Drivers could face ‘£2,500 fines’ if they don’t check tyre function – 4 steps to follow

Halfords demonstrate how to check and inflate your car tyres

We use your sign-up to provide content in ways you’ve consented to and to improve our understanding of you. This may include adverts from us and 3rd parties based on our understanding. You can unsubscribe at any time. More info

Soaring temperatures earlier this month forced experts to issue an urgent warning over tyres, with some motorists met with exploding wheels as the result of overheating rubber and too much air pressure. However, tyre pressure is a legal requirement which should be followed year-round, regardless of the weather outside.

According to recent data from National Highways, more than a fifth of all breakdowns on English motorways and major A-roads last year were caused by tyre issues.

Over 41,500 breakdowns in 2021 were caused by tyre problems alone.

Motorists could also face huge financial repercussions if they are caught driving with incorrect or dangerous tyres.

Allan Weir, Manager at GoodBye Car explained: “​Drivers must remember if your tyres don’t meet legal requirements, you could face a fine of £2,500 per tyre and three penalty points on your licence.”

According to Kwik Fit, under-inflated tyres are the most common problem motorists face, and it’s one that can land them in legal trouble.

This is also true for driving on over-inflated tyres, though for slightly different reasons.

Kwik Fit explained: “With under-inflated tyres, they grip the road much more than they’re intended to and are less responsive to directional changes, which reduces your handling when going around bends or driving at higher speeds.

“Overinflated tyres, on the other hand, could lead to blowouts and skidding.

“The more pressurised a tyre is, the less it’s able to grip a road, so the more likely your tyres spin or skid when braking.”

However, it isn’t just legal implications that can come from incorrectly inflated tyres.

Mr Weir said: “Maintaining the right tyre pressure can save you fuel.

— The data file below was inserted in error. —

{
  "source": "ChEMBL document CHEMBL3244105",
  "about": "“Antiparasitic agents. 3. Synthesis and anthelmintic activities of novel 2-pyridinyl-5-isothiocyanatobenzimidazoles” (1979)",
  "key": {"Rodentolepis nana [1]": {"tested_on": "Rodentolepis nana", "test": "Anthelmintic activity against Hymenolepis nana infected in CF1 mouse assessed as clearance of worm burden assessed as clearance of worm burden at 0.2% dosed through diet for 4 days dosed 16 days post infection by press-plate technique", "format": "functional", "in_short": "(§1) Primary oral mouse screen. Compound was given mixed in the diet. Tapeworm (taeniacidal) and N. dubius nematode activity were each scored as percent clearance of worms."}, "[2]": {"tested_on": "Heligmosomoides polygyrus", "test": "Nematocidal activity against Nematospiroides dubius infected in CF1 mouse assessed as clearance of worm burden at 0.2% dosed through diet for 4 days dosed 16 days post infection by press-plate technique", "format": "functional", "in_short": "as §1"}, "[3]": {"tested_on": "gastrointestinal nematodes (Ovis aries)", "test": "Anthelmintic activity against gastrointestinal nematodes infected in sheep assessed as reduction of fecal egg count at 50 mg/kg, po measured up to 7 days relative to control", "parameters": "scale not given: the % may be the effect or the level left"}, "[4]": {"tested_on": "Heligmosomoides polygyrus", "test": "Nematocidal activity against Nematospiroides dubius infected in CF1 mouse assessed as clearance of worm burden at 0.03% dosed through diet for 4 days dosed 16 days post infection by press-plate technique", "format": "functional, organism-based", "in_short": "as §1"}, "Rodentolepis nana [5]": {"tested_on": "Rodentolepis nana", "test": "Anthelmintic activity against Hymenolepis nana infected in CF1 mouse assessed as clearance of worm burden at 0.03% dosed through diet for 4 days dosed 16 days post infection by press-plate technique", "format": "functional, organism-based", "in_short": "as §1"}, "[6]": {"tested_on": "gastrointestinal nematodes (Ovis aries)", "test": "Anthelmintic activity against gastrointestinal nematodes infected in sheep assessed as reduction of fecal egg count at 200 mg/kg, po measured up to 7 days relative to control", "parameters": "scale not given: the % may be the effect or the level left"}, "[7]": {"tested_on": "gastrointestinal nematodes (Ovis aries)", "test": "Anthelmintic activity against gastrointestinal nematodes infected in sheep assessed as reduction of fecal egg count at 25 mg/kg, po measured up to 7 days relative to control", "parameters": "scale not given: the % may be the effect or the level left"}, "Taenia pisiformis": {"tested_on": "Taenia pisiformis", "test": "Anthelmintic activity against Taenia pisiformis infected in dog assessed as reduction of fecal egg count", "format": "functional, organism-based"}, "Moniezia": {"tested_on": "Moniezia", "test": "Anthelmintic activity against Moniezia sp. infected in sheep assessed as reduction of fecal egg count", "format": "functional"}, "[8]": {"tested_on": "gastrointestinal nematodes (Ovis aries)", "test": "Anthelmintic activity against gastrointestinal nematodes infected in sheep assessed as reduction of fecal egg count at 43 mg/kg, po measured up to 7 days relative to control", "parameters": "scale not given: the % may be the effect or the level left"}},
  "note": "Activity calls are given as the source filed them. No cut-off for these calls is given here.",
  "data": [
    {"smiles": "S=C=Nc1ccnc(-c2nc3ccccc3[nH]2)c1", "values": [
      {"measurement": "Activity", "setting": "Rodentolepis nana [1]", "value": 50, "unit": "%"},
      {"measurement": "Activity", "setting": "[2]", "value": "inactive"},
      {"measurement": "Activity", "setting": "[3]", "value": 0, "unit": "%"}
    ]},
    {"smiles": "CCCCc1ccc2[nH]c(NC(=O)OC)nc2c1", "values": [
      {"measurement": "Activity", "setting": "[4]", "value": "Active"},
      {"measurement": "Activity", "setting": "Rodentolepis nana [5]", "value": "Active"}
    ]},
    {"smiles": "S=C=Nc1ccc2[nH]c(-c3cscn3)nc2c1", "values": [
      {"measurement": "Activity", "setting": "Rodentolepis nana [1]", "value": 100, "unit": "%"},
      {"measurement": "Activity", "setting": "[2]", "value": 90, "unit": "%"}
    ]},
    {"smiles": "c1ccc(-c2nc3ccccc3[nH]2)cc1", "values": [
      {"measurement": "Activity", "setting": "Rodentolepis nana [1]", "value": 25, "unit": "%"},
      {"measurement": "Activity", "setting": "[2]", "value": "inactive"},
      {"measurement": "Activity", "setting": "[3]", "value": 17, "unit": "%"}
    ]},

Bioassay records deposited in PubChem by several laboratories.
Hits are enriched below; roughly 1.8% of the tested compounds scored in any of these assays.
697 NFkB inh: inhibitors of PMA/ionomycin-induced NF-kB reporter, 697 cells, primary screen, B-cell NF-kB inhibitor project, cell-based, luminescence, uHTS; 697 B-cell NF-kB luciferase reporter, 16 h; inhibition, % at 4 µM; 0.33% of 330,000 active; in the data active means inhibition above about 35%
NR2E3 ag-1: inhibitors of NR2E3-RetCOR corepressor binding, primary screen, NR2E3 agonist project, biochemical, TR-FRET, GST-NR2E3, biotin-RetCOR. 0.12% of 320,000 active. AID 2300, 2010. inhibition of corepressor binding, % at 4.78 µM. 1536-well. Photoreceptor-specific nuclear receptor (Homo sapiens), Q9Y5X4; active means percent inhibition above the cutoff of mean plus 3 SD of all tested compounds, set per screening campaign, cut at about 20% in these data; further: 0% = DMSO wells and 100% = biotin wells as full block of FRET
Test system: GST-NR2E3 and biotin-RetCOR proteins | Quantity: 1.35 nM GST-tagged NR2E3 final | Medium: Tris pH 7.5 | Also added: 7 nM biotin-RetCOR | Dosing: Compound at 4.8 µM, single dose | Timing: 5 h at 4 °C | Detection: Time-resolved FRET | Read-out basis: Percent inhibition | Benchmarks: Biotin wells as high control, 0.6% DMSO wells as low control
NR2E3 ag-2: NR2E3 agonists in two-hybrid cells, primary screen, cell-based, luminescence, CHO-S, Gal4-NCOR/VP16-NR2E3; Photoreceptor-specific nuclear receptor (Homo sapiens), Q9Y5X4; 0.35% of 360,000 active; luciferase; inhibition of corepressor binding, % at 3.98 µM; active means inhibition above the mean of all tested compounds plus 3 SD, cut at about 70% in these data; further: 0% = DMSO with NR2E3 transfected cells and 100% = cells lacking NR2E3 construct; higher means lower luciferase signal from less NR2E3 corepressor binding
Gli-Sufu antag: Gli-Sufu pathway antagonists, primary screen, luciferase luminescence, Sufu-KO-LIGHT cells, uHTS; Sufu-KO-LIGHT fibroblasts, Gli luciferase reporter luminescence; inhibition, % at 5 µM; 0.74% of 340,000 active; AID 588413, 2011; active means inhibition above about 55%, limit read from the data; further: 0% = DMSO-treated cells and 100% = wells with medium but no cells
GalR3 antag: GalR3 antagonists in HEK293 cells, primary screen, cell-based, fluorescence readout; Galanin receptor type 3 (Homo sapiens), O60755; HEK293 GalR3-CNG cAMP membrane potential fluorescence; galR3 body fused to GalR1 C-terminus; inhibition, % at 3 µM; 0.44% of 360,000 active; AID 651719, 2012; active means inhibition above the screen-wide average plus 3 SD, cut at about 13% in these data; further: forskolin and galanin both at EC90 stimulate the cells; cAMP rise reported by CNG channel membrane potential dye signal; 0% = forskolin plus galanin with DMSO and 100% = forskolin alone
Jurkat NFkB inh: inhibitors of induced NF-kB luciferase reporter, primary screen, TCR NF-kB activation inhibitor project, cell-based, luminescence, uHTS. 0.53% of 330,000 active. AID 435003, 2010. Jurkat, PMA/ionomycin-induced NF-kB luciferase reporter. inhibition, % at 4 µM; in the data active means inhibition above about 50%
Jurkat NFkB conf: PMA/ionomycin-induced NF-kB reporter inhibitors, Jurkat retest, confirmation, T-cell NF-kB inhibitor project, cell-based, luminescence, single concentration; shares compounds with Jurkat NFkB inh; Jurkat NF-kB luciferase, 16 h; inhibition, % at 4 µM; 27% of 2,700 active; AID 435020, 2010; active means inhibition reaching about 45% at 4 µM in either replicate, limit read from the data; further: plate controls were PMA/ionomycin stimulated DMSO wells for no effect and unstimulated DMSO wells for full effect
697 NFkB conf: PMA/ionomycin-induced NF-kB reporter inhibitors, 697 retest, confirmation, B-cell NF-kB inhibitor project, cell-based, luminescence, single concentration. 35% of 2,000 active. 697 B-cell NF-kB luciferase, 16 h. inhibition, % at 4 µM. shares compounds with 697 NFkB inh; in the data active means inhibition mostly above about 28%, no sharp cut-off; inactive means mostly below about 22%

“For example, if your tyres are over- or under-inflated, it could have an impact on your vehicle’s fuel usage as well as its safety.

“If your tyres are under-inflated by six PSI of its recommended inflation, then you will use three percent more fuel.”

Another aspect motorists should pay attention to is tyre cracks.

Small cracks on the tread of the tyre are a sign of normal wear and tear, however, deeper cracks could be a sign that the tyre needs replaced and may mean there’s a risk of the tread separating from the rest of the tyre.

Mr Weir said: “If you spot any unusual cracks on your tyres you should visit your local garage for further inspection.

“Not checking your tyre health can cause tyre blowouts.”

DON’T MISS
Car tax changes: Road pricing ‘inevitable’ with toll roads suggested [REPORT]
Thousands of speeding drivers caught at junction with ‘secret’ cameras [COMMENT]
Drivers warned of speed cameras changes catching thousands out [WARNING]

Four tips to check tyre health

Where to find your tyre pressure

The experts from Goodbye Car explained: “Tyre pressures can be found in your vehicle’s handbook, are usually stamped on the sill of the driver’s door, and can sometimes be found inside your fuel cap.”

Check the load of your vehicle

Settings for your tyres can vary if you are driving with a heavily loaded vehicle, therefore the experts urge motorists to check these in your vehicle handbook.

Additional weight can come from a boot full of goods or transporting furniture.

Check your tyres’ PSI or Bar

Goodbye Car said: “Your tyres PSI (pound-force per square inch) or Bar (one bar is equal to 14.5038 PSI) can be checked using a tyre pressure gauge.

“These can be bought to keep in your car at all times, or can be used at petrol stations.”

Set your tyre pressure monitoring system (TPMS)

In November 2014 it became law for every new passenger vehicle to have a TPMS before being sold.

Goodbye Car explained: “Some vehicles manufactured in 2015 have a built-in TPMS, where the owner can set the tyre pressure for their vehicle.

“If your tyre pressure falls below the setting, you will be notified to add more pressure.”

Source: Read Full Article